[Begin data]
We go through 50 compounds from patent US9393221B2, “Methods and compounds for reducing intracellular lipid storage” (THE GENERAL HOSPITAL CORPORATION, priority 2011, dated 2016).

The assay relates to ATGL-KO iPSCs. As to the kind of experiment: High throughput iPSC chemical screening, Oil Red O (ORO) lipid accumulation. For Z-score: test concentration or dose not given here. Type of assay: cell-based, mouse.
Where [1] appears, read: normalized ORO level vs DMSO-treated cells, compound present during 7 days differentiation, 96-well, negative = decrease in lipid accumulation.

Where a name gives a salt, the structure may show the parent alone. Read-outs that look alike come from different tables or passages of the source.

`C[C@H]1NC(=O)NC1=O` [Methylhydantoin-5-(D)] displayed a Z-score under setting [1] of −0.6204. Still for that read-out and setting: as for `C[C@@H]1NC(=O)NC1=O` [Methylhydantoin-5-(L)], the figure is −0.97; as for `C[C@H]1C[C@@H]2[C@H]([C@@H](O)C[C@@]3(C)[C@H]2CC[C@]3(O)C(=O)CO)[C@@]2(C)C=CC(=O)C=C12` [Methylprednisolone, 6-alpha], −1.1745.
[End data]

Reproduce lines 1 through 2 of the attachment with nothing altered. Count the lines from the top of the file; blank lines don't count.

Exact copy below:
We go through 50 compounds from patent US9393221B2, “Methods and compounds for reducing intracellular lipid storage” (THE GENERAL HOSPITAL CORPORATION, priority 2011, dated 2016).

The assay relates to ATGL-KO iPSCs. As to the kind of experiment: High throughput iPSC chemical screening, Oil Red O (ORO) lipid accumulation. For Z-score: test concentration or dose not given here. Type of assay: cell-based, mouse.